• Profile of Politico Powerhouse Mike Allen

    It's 5 a.m. and Mike Allen has already been awake for nearly two hours. The baby-faced, 44-year-old reporter for Politico, the Beltway-obsessed Web site, gets up each morning at about 3:30 to compile Mike Allen's Playbook, a daily, scoop-soaked breakfast in bed for about 12,000 of the country's most powerful people. The sun isn't up yet at Politico's Arlington, Va., headquarters, but it's not too early for Allen's first Diet Dr Pepper of the day, which he nurses as he scans a dozen newspapers and magazines—the Asian edition of the Wall Street Journal, the New York Post—to cobble together today's edition. Each Playbook usually arrives in inboxes no later than 8:30 a.m., and it's built for speed, so there are rules. At the top of the list, he says: no paragraph may be "longer than the average BlackBerry screen."Allen is known in the trade for his superhuman dedication and impressive network of sources, but he doesn't just deliver the news. He gives it dimension and context, noting,...
  • Cindy McCain Pays Back Taxes on San Diego Condo

    When you're poor, it can be hard to pay the bills. When you're rich, it's hard to keep track of all the bills that need paying. It's a lesson Cindy McCain learned the hard way when NEWSWEEK raised questions about an overdue property-tax bill on a La Jolla, Calif., property owned by a trust that she oversees. Mrs. McCain is a beer heiress with an estimated $100 million fortune and, along with her husband, she owns at least seven properties, including condos in California and Arizona.San Diego County officials, it turns out, have been sending out tax notices on the La Jolla property, an oceanfront condo, for four years without receiving a response. County records show the bills, which were mailed to a Phoenix address associated with Mrs. McCain's trust, were returned by the post office. According to a McCain campaign aide, who requested anonymity when discussing a private matter, an elderly aunt of Mrs. McCain's lives in the condo, and the bank that manages the trust has not been...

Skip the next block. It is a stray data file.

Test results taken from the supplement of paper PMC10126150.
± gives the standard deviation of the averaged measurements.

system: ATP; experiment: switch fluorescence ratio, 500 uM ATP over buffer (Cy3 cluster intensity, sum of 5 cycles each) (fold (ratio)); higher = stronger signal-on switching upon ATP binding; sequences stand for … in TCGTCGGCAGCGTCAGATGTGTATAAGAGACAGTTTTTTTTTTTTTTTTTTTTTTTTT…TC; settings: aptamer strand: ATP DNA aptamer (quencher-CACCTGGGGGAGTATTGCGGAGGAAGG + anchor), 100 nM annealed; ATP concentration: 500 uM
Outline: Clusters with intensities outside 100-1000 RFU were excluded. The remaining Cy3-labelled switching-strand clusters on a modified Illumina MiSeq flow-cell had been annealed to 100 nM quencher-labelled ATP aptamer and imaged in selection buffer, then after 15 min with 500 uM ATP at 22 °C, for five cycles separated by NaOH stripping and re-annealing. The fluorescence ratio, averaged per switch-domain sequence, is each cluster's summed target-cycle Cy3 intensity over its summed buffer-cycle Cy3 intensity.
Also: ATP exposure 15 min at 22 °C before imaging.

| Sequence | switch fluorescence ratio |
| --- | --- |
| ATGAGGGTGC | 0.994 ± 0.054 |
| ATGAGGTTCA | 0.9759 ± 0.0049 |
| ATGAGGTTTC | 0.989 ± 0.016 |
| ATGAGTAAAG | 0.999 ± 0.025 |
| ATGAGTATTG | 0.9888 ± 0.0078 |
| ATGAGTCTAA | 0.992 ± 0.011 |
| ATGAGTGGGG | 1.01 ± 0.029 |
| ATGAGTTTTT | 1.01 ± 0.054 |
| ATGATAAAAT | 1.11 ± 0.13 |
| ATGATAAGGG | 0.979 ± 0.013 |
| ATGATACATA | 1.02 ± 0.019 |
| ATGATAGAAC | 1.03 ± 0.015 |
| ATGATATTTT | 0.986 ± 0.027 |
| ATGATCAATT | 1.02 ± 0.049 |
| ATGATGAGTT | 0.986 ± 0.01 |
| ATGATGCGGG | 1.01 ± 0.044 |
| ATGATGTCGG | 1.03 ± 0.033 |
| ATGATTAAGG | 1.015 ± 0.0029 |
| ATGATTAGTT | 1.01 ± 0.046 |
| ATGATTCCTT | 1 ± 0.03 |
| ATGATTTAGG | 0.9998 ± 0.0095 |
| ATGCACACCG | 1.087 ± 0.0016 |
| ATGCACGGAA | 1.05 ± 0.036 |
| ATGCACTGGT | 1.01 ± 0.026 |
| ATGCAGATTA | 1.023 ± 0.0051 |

• Addiction: Sobering Messages, Via Cell Phone

    When Tyrone, 41, can't make his Alcoholics Anonymous meetings, he relies on something else to help him stay sober: text messages. The daily recovery-themed messages from a company called I Live Inspired remind him to "look to my higher power for guidance, and accept life," he says, quoting a recent dispatch. I Live Inspired is the brainchild of Rob Foster, a 28-year-old former cocaine addict from Virginia who came up with the idea after his second rehab stint in 2006. A friend sent him texts about sobriety every morning as Foster traveled to work "feeling crazy." The messages made him feel less alone, so he started forwarding them to others on the mend. Soon a business was born: $3.95 a month for daily bytes of inspiration sent to any cell phone.So far the start-up has attracted more than 700 subscribers and forged deals to provide nibbles of wisdom from the Dalai Lama and Mother Teresa. Users can tailor the service to get a recovery message one day, and pearls from the Dalai Lama...